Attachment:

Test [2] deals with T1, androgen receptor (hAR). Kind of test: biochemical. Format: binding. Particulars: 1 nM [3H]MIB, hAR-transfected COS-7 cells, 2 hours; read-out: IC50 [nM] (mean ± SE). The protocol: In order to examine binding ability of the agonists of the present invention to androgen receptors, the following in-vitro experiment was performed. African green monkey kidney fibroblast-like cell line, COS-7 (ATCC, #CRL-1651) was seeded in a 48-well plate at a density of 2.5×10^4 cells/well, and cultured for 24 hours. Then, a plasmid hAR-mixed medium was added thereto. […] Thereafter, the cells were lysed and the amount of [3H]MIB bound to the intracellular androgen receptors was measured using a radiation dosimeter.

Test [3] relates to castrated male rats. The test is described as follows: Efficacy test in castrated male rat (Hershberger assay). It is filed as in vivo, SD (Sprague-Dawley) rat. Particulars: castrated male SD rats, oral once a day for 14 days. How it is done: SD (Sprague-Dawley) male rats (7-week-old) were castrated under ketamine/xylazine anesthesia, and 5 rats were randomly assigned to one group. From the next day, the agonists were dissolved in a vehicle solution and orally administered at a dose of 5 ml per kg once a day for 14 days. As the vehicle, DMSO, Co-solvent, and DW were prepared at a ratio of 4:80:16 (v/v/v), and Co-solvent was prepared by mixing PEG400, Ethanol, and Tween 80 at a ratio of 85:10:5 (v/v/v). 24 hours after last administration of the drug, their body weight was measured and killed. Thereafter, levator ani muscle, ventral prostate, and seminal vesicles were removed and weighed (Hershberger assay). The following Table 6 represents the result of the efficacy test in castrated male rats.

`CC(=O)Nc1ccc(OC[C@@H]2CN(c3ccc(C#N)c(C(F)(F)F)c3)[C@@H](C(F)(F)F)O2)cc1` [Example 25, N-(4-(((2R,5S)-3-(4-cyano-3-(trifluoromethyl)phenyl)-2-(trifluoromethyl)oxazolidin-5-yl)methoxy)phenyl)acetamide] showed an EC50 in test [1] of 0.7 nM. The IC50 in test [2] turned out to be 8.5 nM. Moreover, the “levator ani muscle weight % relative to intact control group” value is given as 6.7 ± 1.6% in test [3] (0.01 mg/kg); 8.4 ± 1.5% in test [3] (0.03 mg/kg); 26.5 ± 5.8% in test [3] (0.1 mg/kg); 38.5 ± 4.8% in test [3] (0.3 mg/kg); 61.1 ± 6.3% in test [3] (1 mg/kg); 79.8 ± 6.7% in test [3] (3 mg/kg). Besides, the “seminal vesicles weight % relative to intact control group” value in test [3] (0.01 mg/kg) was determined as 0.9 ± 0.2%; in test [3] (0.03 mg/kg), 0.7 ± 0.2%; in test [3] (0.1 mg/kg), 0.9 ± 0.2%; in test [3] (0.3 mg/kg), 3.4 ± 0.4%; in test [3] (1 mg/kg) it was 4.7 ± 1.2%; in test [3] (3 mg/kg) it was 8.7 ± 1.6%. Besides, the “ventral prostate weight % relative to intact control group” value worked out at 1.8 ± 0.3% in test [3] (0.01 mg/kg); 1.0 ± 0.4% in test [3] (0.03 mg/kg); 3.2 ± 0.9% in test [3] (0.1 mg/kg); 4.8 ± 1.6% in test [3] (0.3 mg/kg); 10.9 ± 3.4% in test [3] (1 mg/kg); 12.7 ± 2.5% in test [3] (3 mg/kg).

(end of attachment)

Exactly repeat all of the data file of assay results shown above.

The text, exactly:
Test [2] deals with T1, androgen receptor (hAR). Kind of test: biochemical. Format: binding. Particulars: 1 nM [3H]MIB, hAR-transfected COS-7 cells, 2 hours; read-out: IC50 [nM] (mean ± SE). The protocol: In order to examine binding ability of the agonists of the present invention to androgen receptors, the following in-vitro experiment was performed. African green monkey kidney fibroblast-like cell line, COS-7 (ATCC, #CRL-1651) was seeded in a 48-well plate at a density of 2.5×10^4 cells/well, and cultured for 24 hours. Then, a plasmid hAR-mixed medium was added thereto. […] Thereafter, the cells were lysed and the amount of [3H]MIB bound to the intracellular androgen receptors was measured using a radiation dosimeter.

Test [3] relates to castrated male rats. The test is described as follows: Efficacy test in castrated male rat (Hershberger assay). It is filed as in vivo, SD (Sprague-Dawley) rat. Particulars: castrated male SD rats, oral once a day for 14 days. How it is done: SD (Sprague-Dawley) male rats (7-week-old) were castrated under ketamine/xylazine anesthesia, and 5 rats were randomly assigned to one group. From the next day, the agonists were dissolved in a vehicle solution and orally administered at a dose of 5 ml per kg once a day for 14 days. As the vehicle, DMSO, Co-solvent, and DW were prepared at a ratio of 4:80:16 (v/v/v), and Co-solvent was prepared by mixing PEG400, Ethanol, and Tween 80 at a ratio of 85:10:5 (v/v/v). 24 hours after last administration of the drug, their body weight was measured and killed. Thereafter, levator ani muscle, ventral prostate, and seminal vesicles were removed and weighed (Hershberger assay). The following Table 6 represents the result of the efficacy test in castrated male rats.

`CC(=O)Nc1ccc(OC[C@@H]2CN(c3ccc(C#N)c(C(F)(F)F)c3)[C@@H](C(F)(F)F)O2)cc1` [Example 25, N-(4-(((2R,5S)-3-(4-cyano-3-(trifluoromethyl)phenyl)-2-(trifluoromethyl)oxazolidin-5-yl)methoxy)phenyl)acetamide] showed an EC50 in test [1] of 0.7 nM. The IC50 in test [2] turned out to be 8.5 nM. Moreover, the “levator ani muscle weight % relative to intact control group” value is given as 6.7 ± 1.6% in test [3] (0.01 mg/kg); 8.4 ± 1.5% in test [3] (0.03 mg/kg); 26.5 ± 5.8% in test [3] (0.1 mg/kg); 38.5 ± 4.8% in test [3] (0.3 mg/kg); 61.1 ± 6.3% in test [3] (1 mg/kg); 79.8 ± 6.7% in test [3] (3 mg/kg). Besides, the “seminal vesicles weight % relative to intact control group” value in test [3] (0.01 mg/kg) was determined as 0.9 ± 0.2%; in test [3] (0.03 mg/kg), 0.7 ± 0.2%; in test [3] (0.1 mg/kg), 0.9 ± 0.2%; in test [3] (0.3 mg/kg), 3.4 ± 0.4%; in test [3] (1 mg/kg) it was 4.7 ± 1.2%; in test [3] (3 mg/kg) it was 8.7 ± 1.6%. Besides, the “ventral prostate weight % relative to intact control group” value worked out at 1.8 ± 0.3% in test [3] (0.01 mg/kg); 1.0 ± 0.4% in test [3] (0.03 mg/kg); 3.2 ± 0.9% in test [3] (0.1 mg/kg); 4.8 ± 1.6% in test [3] (0.3 mg/kg); 10.9 ± 3.4% in test [3] (1 mg/kg); 12.7 ± 2.5% in test [3] (3 mg/kg).